Reassessing IBM i Value: Worthless Iron or Legacy Goldmine?
March 21, 2018 Alex Woodie
In the minds of modern-day technologists, the IBM i server is relegated to the scrap bin of history, looked down upon as a vestigial organ of technology’s past with no place in the distributed future, where workloads run effortlessly on clouds and data flows seamlessly everywhere. That outlook gives the platform’s present value a low mark, but considering the recent influx of capital into IBM i ecosystem, one might want to reassess.
Trying to assess the value of something is not an easy thing to do. When looking at the worth of the entire IBM i ecosystem, or even just one independent IBM i software vendor, there would be multiple ways to tackle that equation. If the company is public, you could look at market capitalization of the stocks. Or, if you were privy to proprietary company information, you could multiply the company’s trailing 12- or 18-months sales by some multiple. If you have the number of employees, you could use general industry figures to guess at revenues. Alternatively you could put your Realtor hat on and look for “comps,” or deals for similar sized vendors that have been completed recently.
Whichever method is used, the smart guys and gals in the private equity business are surely working their spreadsheets overtime these days to come up with valuations for companies in the IBM i ecosystem. And considering some of the recent news – particularly the private equity deals done for HelpSystems and Vision Solutions – those valuations likely have green arrows next to them.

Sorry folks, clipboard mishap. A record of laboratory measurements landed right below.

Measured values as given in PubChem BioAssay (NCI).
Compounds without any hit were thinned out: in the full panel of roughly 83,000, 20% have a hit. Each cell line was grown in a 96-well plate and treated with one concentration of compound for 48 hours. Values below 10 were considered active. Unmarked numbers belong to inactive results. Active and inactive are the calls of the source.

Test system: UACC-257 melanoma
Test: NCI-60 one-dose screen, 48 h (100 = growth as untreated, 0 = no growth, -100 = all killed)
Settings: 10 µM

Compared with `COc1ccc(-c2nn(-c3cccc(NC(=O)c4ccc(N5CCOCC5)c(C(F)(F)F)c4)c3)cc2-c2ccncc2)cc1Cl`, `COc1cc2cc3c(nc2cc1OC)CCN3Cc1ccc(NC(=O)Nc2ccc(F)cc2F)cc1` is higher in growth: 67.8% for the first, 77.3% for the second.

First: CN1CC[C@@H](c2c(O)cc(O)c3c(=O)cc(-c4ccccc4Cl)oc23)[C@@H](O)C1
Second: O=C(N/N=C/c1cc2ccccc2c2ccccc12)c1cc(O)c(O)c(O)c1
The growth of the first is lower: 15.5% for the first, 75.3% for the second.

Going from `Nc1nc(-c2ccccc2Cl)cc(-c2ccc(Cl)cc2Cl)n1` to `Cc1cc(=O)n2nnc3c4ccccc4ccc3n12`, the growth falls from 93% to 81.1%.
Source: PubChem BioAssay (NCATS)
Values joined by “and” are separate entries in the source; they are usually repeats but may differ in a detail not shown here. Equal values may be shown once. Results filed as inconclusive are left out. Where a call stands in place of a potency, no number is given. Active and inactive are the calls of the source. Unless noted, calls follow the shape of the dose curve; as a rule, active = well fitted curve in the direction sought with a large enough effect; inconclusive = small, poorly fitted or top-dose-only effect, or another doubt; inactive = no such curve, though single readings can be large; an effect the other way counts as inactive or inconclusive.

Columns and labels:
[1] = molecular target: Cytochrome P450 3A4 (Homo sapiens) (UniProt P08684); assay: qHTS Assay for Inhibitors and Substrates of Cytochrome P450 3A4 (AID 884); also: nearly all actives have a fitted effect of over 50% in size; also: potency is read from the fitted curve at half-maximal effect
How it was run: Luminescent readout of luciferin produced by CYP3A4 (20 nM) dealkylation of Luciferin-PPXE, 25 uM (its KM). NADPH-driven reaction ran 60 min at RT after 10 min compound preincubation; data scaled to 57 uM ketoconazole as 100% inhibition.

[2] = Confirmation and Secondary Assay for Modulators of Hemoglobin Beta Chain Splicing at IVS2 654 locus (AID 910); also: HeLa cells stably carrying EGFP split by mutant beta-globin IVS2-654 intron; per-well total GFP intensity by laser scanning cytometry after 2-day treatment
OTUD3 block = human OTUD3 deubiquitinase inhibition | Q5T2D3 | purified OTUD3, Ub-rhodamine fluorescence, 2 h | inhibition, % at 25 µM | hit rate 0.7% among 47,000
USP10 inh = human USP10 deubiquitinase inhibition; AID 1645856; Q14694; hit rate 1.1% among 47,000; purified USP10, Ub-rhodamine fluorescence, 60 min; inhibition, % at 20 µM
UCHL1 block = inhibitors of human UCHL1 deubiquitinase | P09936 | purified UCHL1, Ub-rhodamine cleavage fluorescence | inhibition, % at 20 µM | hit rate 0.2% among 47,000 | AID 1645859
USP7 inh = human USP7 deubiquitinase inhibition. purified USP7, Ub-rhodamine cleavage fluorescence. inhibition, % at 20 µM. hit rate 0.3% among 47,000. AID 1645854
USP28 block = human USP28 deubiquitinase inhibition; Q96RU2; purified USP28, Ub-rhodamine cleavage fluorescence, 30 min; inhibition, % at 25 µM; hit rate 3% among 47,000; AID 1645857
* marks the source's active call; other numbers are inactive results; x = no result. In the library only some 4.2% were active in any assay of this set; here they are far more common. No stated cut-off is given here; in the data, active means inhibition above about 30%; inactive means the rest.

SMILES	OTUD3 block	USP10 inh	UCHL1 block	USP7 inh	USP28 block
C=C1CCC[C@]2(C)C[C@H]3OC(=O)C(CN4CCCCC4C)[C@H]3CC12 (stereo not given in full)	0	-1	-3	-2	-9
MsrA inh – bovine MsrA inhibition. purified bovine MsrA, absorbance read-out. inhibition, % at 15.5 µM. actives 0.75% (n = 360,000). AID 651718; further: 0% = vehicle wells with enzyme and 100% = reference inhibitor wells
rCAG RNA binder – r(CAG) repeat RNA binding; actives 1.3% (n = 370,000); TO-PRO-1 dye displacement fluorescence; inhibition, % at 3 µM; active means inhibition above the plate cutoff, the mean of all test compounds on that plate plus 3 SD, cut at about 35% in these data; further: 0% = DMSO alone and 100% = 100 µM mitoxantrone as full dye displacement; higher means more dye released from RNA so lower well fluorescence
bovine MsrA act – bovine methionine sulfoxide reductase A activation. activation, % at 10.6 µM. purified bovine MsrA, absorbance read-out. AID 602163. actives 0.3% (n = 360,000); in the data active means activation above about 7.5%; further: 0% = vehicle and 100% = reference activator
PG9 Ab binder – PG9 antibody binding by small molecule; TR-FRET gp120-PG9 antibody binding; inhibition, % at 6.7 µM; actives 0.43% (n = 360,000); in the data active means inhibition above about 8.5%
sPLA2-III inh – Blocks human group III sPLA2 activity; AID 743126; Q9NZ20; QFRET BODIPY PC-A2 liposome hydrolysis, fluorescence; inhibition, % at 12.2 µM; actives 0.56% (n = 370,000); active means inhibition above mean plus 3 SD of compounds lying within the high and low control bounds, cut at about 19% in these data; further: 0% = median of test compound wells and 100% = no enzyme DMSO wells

A controlling stake in HelpSystems was recently sold from one private equity firm, H.I.G. Capital, to another, HGCC. The deal was unexpected because it came less than two years after H.I.G. had taken its stake in the Eden Prairie, Minnesota, company (another deal that was also unexpected, but for different reasons).
While HelpSystems CEO Chris Heim discounted a report that said HelpSystems was a “unicorn” – or a privately held business worth more than $1 billion – he did say that the value of the company has been growing faster than the sum of its acquired parts (not to mention HelpSystems’ 7 percent organic growth across IBM i and open systems software deals, per Heim).
The source of that uptick is something that previously would have hurt the value: the company’s participation in the IBM i market.
“I think one of the reasons why the value of the company increased is there’s an increased appreciation of the IBM i among investors,” Heim told IT Jungle. “When we went out in 2015 and sold to H.I.G., we had to really explain the IBM i and what it meant and the strength of the ecosystem. And now I think there’s a greater appreciation, so we really didn’t have to spend that much time on that this time.”
The IBM i server, like the IBM System z mainframe, own unique positions in the annals of IT. They’re bound not only by a common EBCDIC data format (as opposed to the much more widely used ASCI approach), but also by an unlikely devotion on the part of their respective user bases and a reluctance to give way to new technologies just because they’re new. In an age when a user can whip up computing capacity with a couple clicks of the mouse, feed with data through stateless microservices, and then spin down the container just as quick, the fact that some folks prefer to run their businesses on physical systems that weigh 500 pounds is telling.